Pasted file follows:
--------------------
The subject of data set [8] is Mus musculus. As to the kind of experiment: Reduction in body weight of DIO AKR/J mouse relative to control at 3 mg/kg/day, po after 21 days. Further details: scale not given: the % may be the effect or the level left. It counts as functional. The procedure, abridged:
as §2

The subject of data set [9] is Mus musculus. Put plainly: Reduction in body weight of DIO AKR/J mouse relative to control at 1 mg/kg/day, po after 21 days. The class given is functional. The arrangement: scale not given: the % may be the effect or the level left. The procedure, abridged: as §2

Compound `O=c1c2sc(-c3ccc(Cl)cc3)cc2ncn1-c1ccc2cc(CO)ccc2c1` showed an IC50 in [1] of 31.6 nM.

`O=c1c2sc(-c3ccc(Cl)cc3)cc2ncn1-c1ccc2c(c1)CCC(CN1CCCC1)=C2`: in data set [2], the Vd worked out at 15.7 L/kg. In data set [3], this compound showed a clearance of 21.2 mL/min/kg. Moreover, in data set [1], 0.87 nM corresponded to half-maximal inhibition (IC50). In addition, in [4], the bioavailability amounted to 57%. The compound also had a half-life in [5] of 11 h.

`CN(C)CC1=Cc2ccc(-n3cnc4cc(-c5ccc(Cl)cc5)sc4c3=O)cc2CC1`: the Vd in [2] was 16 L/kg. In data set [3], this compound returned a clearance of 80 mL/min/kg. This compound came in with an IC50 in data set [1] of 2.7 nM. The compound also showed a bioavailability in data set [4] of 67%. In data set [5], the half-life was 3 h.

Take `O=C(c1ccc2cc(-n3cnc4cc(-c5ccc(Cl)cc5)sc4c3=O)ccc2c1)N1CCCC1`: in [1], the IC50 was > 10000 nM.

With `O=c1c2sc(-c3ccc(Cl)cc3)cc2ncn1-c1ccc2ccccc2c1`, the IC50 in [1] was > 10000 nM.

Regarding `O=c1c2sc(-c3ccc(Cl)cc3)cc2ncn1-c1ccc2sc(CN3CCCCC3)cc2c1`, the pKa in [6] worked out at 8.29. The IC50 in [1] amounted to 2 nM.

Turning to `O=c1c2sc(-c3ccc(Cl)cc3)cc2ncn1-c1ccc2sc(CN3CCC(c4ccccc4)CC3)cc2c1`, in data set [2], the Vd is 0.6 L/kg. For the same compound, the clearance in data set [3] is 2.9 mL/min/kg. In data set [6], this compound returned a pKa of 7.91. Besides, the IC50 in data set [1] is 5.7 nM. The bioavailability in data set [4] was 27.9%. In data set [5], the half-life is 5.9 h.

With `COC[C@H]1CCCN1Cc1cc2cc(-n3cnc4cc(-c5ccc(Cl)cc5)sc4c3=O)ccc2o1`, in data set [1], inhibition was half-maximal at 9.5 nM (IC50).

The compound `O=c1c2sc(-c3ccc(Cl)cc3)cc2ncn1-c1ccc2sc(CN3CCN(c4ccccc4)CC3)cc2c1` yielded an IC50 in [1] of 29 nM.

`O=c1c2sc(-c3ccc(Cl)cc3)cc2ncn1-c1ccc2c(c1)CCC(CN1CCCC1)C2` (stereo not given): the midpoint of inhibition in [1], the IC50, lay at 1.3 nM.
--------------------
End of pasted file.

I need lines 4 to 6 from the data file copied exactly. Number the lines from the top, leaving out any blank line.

Compound `O=c1c2sc(-c3ccc(Cl)cc3)cc2ncn1-c1ccc2cc(CO)ccc2c1` showed an IC50 in [1] of 31.6 nM.

`O=c1c2sc(-c3ccc(Cl)cc3)cc2ncn1-c1ccc2c(c1)CCC(CN1CCCC1)=C2`: in data set [2], the Vd worked out at 15.7 L/kg. In data set [3], this compound showed a clearance of 21.2 mL/min/kg. Moreover, in data set [1], 0.87 nM corresponded to half-maximal inhibition (IC50). In addition, in [4], the bioavailability amounted to 57%. The compound also had a half-life in [5] of 11 h.

`CN(C)CC1=Cc2ccc(-n3cnc4cc(-c5ccc(Cl)cc5)sc4c3=O)cc2CC1`: the Vd in [2] was 16 L/kg. In data set [3], this compound returned a clearance of 80 mL/min/kg. This compound came in with an IC50 in data set [1] of 2.7 nM. The compound also showed a bioavailability in data set [4] of 67%. In data set [5], the half-life was 3 h.